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FACTDROP: Eurozone Crisis: ECB Takes No Action As Markets Fear Greece Is Nearing The Edge


Eurozone Crisis: ECB Takes No Action As Markets Fear Greece Is Nearing The Edge

The European Central Bank has resisted pressure to print money in an attempt to resolve the unfolding - and worsening - eurozone crisis

Πηγή: Huffington Post
By Peter Guest
Jan 12 2012

The European Central Bank (ECB) took no action after a meeting on Thursday, despite investor calls for intervention in a sovereign debt crisis that many believe to be worsening.

The bank held its benchmark interest rate at 1% in January. Markets did not react to the decision, and the euro remained largely unchanged against the dollar.

The eurozone is widely believed to be heading back into recession, and the ECB has been under considerable pressure to print money to buy sovereign debt.

The bank is expected, within the first quarter, to drop its rates even further in response to worsening economic conditions. However, the markets are still waiting for some meaningful action from the institution to backstop the eurozone's failing sovereigns.

Thursday's decision comes against a backdrop of increasing pressure on Greece, which appears to be slipping in its attempts to rein in its budget deficit, a condition of its bailout packages from the European Union and International Monetary Fund (IMF).

Analysts are increasingly raising the spectre of an unsuccessful meeting between Greece and the "troika" of the EU, IMF and ECB. The German-language paper Handelsblatt reported that the IMF has acknowledged that there is a hole of tens of billions of euros in the country's bailout package, which will need to be filled somehow.

The Greek government has also struggled to agree the size of a write-down on its debt with its private sector creditors. A "haircut" of 50% was a agreed back in October, but it since became clear that this was not deep enough to allow Greece to escape from its debt trap.

There is some speculation in the markets that the voluntary agreement might be replaced with a "hard restructuring" - a forced write-down that could constitute a default. That would have a wave of effects, triggering credit default swaps - financial products which are effectively a bet against the country's ability to pay back its loans - and causing shockwaves across the eurozone.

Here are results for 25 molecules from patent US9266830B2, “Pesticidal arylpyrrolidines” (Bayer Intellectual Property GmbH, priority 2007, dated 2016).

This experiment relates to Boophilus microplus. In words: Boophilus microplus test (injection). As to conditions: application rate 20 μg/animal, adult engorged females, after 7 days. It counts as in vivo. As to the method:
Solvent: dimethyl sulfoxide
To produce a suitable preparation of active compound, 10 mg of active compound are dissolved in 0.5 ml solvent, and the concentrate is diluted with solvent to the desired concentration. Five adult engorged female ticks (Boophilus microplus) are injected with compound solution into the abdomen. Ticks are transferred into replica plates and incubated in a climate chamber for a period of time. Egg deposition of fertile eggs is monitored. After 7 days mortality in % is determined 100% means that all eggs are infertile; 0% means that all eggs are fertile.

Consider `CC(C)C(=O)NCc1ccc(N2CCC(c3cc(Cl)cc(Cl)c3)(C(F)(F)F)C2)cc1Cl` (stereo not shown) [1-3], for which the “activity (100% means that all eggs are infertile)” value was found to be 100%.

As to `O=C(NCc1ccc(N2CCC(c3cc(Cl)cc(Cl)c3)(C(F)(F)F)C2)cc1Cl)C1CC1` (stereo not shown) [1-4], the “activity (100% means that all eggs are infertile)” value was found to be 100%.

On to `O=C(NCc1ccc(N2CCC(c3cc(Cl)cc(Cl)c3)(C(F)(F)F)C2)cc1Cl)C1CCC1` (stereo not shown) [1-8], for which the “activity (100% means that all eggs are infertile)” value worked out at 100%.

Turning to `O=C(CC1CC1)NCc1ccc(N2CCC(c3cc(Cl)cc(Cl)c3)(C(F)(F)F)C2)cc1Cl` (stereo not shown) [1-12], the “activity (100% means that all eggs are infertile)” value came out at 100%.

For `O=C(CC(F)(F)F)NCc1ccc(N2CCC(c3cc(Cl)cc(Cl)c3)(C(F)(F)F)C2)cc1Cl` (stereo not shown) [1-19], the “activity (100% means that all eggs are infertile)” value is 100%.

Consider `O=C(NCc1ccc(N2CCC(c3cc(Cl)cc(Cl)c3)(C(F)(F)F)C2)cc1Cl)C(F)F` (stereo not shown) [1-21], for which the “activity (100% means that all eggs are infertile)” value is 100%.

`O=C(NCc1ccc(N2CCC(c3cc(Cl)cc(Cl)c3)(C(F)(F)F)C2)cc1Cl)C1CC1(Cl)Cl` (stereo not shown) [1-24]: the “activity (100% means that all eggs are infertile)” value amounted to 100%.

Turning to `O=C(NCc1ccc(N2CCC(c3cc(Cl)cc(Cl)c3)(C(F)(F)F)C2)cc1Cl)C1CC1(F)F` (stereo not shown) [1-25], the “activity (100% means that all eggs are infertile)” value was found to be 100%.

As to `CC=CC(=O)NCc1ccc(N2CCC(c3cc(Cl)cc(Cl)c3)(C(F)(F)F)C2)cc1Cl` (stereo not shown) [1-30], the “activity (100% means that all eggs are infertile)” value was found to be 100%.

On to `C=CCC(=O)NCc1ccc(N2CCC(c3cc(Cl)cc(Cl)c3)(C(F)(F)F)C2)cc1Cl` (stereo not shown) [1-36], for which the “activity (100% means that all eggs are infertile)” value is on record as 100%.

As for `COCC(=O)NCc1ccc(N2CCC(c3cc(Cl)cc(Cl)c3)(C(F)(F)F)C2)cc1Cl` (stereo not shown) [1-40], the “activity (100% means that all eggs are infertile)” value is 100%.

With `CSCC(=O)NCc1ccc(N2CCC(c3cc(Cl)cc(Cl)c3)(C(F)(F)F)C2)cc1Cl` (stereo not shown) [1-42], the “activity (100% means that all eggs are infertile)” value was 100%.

There are alternatives - the ECB could accept losses on its significant holdings of Greek bonds, for example - but politics stand in the way.

Germany has been insistent throughout the crisis that the private sector should shoulder much of the burden of losses from debt write-downs, and has consistently defended the ECB.

On the flip side, as Eurasia Group analyst Mujtaba Rahman said last night in a note to clients, the fact that the ECB is not involved in the write-downs "does throw up legal complications, as it gives the bank de-facto preferred creditor status for bonds that were purchased alongside other market participants in the secondary market. It also has potential implications for larger countries, where the ECB has been intervening in debt markets and which could be at risk in the future should reforms disappoint and sentiment deteriorate (for example, in Spain and Italy)."

A failure to agree on continued financial support, or debt write downs, for the stricken Greek economy might then push the country towards the euro exit door.

"We need to start preparing for the possibility that Athens might end up exiting the single currency," Simon Derrick, currency strategist at BNY Mellon, said in an email Thursday morning.

The other crisis response funds - the temporary European Financial Stability Facility (EFSF) and its permanent successor, the European Stability Mechanism (ESM) - are still the subject of heated debate amongst European governments.

The latter risks being held up by continued opposition from member states who fear that an agreement made in December to allow major reforms to the fund to be made on a qualified majority across the eurozone, rather than by an absolute majority. This means that smaller dissenting countries could be cut out of decision making, and could lose a major bargaining chip in their relationship with their larger neighbours.

Finland, which has a strong eurosceptic lobby, could be a the lead stumbling block in the process.

The euro is likely to suffer as continued uncertainty over not just Greece, but Spain and Italy, sees investors moving into safe havens.

"The risks that large Eurozone members like Italy struggle to fund their budgets deficits in 2012 and the high probability of a unilateral default by Greece in March will make long term investors including reserve managers and sovereign wealth funds reluctant to increase their exposure to the Eurozone," UBS economist Larry Hatheway wrote in a note to clients on Thursday morning.

The single currency hit fifteen-month lows against the dollar and the pound at the start of 2012, and Hatheway, like others, thinks it will continue to fall.

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